We came, we saw, a virus kicked my ass.
I started feeling a little off on Thursday and I wondered if I was getting sick. But there wasn’t much point in canceling – I was already out the money for the ride entry, plus the health cert and Coggins. And the weather was going to be perfect for once!
Friday I woke up a little snotty and congested, but I headed out anyway. Dixie and I pulled in to ridecamp about 3 and I got camp set up pretty quickly. By the time the sun dipped behind the ridge of mountains to the west, I felt terrible. I checked with ride management – no changes from last year’s trail – and skipped the meeting to go to bed early.
Saturday morning I felt utterly wretched. The low had dipped to freezing overnight and there was a skin of ice on all the water buckets, and the last thing I wanted to do was get on a horse. Especially a really hot fit tall horse. I told myself I’d ride the first loop – twenty miles – then pull, and I found a mounting block and clambered up on the Princess.
Since this is the first ride of the season, my endurance habits are pretty rusty. Somehow, I forgot the crupper entirely. And while I’d remembered to turn on the GPS (which lives strapped to the saddle) before I got on, it wasn’t til I was up on Dixie that I realized it had “blue screened.” Instead of the usual screen, it was displaying about ten lines of impossibly tiny text. My horse was so hot that I couldn’t take a hand off the reins long enough to reboot it for ten miles.
I rode out with L, a guy I’ve seen a lot at NEDA rides, but never deliberately ridden with before. He was on a shaggy grey grade gelding who was just as fired up as Dixie. We kept the horses at a dull roar through the first few miles (down the hills and through the cow trail beside the road), and about halfway across the flats, they finally started to settle down.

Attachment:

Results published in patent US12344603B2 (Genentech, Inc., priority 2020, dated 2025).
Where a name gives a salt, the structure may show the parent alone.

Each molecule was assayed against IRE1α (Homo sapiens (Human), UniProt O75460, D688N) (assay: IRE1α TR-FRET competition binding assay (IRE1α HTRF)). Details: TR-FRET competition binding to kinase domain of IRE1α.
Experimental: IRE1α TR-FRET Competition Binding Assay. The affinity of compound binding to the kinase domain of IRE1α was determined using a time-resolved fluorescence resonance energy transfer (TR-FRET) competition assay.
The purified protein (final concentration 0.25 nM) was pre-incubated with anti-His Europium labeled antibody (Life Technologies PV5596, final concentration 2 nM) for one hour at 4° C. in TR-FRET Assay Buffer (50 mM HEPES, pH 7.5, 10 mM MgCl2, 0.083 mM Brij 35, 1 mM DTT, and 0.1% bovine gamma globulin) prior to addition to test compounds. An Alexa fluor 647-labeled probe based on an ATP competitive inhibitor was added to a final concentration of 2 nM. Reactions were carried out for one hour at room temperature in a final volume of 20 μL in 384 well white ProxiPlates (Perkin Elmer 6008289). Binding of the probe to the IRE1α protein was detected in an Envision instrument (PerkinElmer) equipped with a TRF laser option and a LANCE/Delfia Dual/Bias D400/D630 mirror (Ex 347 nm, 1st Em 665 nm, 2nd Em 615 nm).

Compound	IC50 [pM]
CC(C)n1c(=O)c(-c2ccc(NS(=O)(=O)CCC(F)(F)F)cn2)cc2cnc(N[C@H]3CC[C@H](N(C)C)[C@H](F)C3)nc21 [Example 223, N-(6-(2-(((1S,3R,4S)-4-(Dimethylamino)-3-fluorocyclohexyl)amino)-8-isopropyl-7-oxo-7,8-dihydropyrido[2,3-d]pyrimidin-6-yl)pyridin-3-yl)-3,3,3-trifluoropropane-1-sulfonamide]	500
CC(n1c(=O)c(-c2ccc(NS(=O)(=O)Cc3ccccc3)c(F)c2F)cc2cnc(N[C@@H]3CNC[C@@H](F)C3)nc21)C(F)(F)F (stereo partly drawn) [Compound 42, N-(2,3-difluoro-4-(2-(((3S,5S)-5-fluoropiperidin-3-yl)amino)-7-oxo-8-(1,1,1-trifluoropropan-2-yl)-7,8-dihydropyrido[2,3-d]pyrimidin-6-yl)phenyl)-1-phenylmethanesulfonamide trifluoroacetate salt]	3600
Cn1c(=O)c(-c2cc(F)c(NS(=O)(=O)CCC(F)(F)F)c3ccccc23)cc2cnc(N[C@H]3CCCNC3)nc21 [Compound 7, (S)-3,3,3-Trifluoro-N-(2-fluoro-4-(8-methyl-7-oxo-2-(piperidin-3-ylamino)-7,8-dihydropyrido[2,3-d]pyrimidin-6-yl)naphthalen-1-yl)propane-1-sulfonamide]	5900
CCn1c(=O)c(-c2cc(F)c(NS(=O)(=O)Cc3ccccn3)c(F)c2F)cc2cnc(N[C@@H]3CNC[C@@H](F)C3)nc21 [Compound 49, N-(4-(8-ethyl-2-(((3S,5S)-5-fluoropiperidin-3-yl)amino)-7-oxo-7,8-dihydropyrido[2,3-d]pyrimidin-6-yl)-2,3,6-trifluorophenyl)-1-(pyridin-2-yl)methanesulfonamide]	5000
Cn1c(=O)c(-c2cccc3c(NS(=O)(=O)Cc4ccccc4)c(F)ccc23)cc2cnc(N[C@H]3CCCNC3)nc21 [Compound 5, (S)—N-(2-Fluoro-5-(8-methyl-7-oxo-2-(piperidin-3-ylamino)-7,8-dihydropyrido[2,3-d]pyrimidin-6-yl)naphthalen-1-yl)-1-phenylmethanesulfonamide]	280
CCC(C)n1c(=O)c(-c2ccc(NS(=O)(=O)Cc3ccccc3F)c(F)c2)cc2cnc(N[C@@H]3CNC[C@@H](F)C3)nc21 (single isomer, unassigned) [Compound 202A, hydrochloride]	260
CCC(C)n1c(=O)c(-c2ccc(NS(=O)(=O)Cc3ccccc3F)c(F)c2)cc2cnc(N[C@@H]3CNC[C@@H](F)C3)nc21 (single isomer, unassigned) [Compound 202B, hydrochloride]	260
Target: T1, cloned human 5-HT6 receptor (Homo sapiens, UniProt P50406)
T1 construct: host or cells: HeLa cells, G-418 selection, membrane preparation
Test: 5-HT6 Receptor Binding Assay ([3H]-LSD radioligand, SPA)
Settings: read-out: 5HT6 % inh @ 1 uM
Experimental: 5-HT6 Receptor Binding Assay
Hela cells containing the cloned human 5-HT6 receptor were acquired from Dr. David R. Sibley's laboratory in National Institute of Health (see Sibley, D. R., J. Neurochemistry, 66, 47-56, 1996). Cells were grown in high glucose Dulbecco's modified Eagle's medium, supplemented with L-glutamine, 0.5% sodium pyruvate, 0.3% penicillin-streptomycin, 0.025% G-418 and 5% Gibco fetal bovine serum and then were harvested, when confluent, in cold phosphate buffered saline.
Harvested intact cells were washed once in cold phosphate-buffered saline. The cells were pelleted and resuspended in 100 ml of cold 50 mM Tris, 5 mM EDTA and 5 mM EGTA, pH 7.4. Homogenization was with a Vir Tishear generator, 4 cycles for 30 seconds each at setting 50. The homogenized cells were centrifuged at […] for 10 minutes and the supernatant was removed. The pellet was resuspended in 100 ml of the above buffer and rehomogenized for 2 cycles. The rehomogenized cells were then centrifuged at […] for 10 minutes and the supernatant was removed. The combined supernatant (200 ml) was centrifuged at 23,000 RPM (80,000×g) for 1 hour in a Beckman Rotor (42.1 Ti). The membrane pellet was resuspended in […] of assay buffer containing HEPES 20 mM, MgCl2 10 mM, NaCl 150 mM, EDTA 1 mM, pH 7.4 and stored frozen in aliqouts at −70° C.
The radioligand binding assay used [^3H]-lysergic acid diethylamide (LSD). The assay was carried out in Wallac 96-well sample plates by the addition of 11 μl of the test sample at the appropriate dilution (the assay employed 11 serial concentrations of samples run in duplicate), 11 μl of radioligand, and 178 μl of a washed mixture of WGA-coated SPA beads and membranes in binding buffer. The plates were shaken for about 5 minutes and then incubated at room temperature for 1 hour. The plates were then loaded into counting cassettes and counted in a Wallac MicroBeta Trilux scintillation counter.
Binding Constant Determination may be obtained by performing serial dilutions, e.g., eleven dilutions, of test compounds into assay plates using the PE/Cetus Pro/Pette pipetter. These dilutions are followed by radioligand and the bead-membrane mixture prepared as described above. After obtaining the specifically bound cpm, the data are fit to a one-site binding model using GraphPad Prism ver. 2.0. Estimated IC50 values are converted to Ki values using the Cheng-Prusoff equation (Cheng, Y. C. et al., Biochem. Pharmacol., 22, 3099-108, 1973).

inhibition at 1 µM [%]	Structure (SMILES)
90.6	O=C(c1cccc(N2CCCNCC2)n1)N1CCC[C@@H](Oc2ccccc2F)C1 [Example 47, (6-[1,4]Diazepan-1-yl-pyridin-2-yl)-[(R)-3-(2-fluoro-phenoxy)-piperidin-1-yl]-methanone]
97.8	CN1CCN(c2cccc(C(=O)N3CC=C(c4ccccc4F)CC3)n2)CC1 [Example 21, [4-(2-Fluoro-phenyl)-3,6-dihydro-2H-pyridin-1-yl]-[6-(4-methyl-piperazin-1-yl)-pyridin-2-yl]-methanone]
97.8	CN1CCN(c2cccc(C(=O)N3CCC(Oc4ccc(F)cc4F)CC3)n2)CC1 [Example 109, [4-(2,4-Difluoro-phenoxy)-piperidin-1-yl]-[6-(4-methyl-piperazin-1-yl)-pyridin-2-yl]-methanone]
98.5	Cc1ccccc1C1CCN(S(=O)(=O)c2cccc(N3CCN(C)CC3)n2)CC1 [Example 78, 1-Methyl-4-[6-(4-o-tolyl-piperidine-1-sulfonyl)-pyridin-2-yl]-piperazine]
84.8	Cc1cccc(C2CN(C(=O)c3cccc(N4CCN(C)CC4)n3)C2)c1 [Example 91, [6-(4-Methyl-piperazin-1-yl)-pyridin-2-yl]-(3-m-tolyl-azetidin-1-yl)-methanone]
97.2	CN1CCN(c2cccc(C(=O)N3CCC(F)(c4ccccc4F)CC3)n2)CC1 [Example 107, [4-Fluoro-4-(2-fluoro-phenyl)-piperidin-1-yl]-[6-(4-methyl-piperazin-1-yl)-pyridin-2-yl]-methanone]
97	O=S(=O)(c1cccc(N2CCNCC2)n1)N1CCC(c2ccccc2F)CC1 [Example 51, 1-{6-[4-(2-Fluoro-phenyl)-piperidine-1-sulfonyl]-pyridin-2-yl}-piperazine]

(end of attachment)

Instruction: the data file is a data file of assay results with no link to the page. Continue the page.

The sun came up and I managed to get a hand off the reins long enough to take a few pics. Things were less awful. We went up into the lower parts of these hills, then cut northwest (left) along the hills, then back down into the flat again. I got off and jogged the one long downhill stretch and got back on easily enough.
Dixie was pulling hard for about fifteen miles. At the water at Five Mile she finally drank a bit and settled in to work with me. We came roaring back into camp at just after 10 am. We’d done 20 miles in three hours: faster than I usually ride, and faster than she can sustain forever, but not dangerously fast.
Dixie was almost down immediately. She must’ve been at 62 or something – the P&R guy stayed glued to her barrel while I sternly instructed her to slow her heart down and she came down within a minute. The first vet check was tack-on and she got B’s for mouth stuff (capillary/mucous) and A’s for everything else. I had a 20 minute hold, which isn’t time enough to do anything but pee and put a crupper on.
I still felt pretty good when we headed out for the second loop. The second loop is, I think, the hardest – it’s fifteen miles with a lot of climbing, a lot of descending, and a lot of views. It goes past the tanker, which always scares horses who haven’t seen it before.
But Dixie’s pretty blase about it now.
And here’s where I ran out of juice and decided I’d probably have to pull.